35 Ways to Use a Cookie Cutter
by Mary Ann Ross
Fall Leaf Collage
Raising Creative Kids on a Budget
Easy Kids Crafts
1. Trace around them (like a stencil) on construction paper and let toddlers decorate.
2. Teach older children how to trace around cookie cutter shapes to make their own pictures.
3. Let older children trace on colored construction paper, cut-out and decorate with such things as sequins, pens, buttons, etc.
4. Cut out edible play-dough in letters to help toddler learn their A,B,C's and let them eat their creations.
5. Cut out play-dough in animal shapes to help toddlers identify them or to make a zoo.
6. Use to make bread dough shapes (let dry and paint).
7. Make "real" mud pies, let dry and paint them.
8. Use to make shapes with wet sand.
9. Use as stencils to make your own coloring pages for kids to color.
10. Bubble Mania - Mix together 2 C. warm water, 1/4 C. good quality dish soap (ie. - Dawn), a little food coloring or paint/Kool-Aid powder, and 2 Tbsp. glycerin or corn syrup. Use small cookie cutters to make bubbles and more bubbles. (Janine Lynn, author)
11. Teach children about shadows and the sun's power! This must be done on a sunny, no-wind day. Carefully tape the cookie cutter (with the tape inside/underneath if possible) to a new sheet of black construction paper; also tape other interesting shapes to it such as screws, washers, paper doily, etc. Set the construction paper outside in the morning, on a flat surface (uncovered patio is great or lay it on a baking sheet to set on the grass). In the late afternoon, bring it in, carefully remove all the objects and tape, and voila! This can spark discussions about the interesting shadows, the strength of the sun's rays, etc.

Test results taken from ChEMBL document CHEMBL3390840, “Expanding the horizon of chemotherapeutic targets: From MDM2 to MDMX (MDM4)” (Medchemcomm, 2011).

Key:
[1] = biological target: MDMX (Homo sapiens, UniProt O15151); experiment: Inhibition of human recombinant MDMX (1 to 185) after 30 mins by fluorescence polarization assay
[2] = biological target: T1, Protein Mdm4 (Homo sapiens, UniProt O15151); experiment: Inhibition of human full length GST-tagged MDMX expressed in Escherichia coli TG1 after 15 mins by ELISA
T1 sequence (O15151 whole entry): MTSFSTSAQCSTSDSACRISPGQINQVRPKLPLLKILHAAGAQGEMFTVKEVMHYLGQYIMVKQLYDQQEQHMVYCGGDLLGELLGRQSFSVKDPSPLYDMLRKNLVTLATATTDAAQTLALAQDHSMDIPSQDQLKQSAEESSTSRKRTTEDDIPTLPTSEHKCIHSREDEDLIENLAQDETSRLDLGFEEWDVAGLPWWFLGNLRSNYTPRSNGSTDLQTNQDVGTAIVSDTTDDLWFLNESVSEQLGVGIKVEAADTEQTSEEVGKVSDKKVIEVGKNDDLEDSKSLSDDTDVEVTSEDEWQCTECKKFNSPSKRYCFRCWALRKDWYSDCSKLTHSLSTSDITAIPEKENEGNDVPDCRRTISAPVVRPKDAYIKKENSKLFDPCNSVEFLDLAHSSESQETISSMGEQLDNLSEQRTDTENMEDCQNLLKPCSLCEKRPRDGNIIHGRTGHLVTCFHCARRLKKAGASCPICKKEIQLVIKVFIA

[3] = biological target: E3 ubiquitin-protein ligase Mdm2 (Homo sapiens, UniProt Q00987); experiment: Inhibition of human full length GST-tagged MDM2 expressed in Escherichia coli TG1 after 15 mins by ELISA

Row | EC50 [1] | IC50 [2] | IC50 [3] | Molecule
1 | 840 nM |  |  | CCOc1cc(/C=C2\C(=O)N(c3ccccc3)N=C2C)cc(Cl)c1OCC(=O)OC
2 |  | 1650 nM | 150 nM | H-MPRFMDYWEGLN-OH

12. Use foil wrap around cookie cutter, leaving top open. If the cookie cutter could go in the oven you could let your children melt crayons in it and have one big crayon with many colors. Place cookie cutter on a cookie sheet lined in tin foil and put broken crayons inside a cookie cutter. Put in 350 degree oven and continue to watch until all the crayons have melted into one. Use assorted colors but do not mix once the wax starts to melt or you'll get an ugly color. Remove from oven and let cool.
13. A fun way to teach children to count when all the cookie cutters are kept in a basket and presented as a play toy.
14. Let the kids play "Pretend Bakery Shop" and make/decorate cookies and cakes - give them paper doilies to present their creations to pretend customers!
15. Use as stencil to cut out shapes from colored construction paper. Place construction paper shapes on a table and let each child match the cookie cutter to them.
16. Teach children sounds of animals using cookie cutters. Also, for sounds of many other things, like trains, airplanes, etc.
17. Place cookie cutter in terra cotta pots, grow grass in the shape of cookie cutter, kids will have their own grass pets and give it "hair cuts"
18. Trace around cookie cutter onto sponges. Cut the sponges out and let children use the shapes to dip into finger paints and create masterpieces. For edible finger paints, click on www.thepartyworks.com/ediblecrafts.htm
19. Store "plastic" cookie cutters in a low drawer in the kitchen for toddlers to play with while you are preparing a meal or doing the dishes.
20. Use plastic cookie cutters for teething rings.
21. Have children close their eyes to use their sense of feel to describe what the cookie cutter shape is to you.